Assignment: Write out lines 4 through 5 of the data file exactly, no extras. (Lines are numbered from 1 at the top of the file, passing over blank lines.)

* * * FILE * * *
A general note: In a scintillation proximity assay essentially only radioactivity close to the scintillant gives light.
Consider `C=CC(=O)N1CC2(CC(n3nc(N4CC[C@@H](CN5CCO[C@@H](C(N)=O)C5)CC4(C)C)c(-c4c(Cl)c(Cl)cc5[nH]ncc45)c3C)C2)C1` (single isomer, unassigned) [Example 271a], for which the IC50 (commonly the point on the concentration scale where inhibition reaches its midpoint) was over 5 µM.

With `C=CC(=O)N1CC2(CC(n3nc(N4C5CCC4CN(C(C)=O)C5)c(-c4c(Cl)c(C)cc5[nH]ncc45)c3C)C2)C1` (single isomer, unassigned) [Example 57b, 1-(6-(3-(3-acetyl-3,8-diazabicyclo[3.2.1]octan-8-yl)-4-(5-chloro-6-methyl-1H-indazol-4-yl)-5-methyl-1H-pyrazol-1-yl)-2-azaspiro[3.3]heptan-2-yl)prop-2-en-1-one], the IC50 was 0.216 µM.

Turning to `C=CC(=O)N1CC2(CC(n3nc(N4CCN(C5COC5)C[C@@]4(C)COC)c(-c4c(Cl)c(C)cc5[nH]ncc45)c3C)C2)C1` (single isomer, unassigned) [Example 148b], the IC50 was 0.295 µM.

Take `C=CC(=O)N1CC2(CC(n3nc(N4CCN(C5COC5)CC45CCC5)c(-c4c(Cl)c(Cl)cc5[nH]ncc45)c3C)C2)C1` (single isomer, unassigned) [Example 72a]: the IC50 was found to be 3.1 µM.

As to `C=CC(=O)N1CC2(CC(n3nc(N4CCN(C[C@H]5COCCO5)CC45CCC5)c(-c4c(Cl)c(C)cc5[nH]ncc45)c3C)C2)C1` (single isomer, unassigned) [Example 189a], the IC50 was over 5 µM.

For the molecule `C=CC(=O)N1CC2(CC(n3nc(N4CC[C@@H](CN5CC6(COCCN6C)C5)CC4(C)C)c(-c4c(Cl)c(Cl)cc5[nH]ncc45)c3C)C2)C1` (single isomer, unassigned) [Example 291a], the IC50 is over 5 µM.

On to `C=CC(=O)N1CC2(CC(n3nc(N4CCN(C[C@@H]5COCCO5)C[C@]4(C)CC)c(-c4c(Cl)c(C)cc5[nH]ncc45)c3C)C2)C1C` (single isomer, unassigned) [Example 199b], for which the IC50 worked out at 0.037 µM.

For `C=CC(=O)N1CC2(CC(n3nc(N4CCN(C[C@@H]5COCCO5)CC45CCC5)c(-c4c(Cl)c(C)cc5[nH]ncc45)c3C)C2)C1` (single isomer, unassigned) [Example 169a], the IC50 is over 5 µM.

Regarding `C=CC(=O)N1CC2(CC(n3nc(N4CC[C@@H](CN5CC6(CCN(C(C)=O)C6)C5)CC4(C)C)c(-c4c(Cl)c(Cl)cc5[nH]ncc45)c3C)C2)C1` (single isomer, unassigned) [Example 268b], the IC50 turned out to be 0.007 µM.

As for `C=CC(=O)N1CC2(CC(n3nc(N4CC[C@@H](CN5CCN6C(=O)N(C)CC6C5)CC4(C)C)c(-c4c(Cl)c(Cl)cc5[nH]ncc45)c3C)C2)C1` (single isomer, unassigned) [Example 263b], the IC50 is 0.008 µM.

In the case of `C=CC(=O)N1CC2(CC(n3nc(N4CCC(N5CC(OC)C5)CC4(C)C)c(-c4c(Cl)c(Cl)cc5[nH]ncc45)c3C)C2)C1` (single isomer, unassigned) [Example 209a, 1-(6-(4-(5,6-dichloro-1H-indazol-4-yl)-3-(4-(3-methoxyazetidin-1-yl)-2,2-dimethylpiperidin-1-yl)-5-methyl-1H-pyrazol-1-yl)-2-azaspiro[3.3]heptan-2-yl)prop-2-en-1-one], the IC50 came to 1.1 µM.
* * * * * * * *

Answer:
Turning to `C=CC(=O)N1CC2(CC(n3nc(N4CCN(C5COC5)C[C@@]4(C)COC)c(-c4c(Cl)c(C)cc5[nH]ncc45)c3C)C2)C1` (single isomer, unassigned) [Example 148b], the IC50 was 0.295 µM.

Take `C=CC(=O)N1CC2(CC(n3nc(N4CCN(C5COC5)CC45CCC5)c(-c4c(Cl)c(Cl)cc5[nH]ncc45)c3C)C2)C1` (single isomer, unassigned) [Example 72a]: the IC50 was found to be 3.1 µM.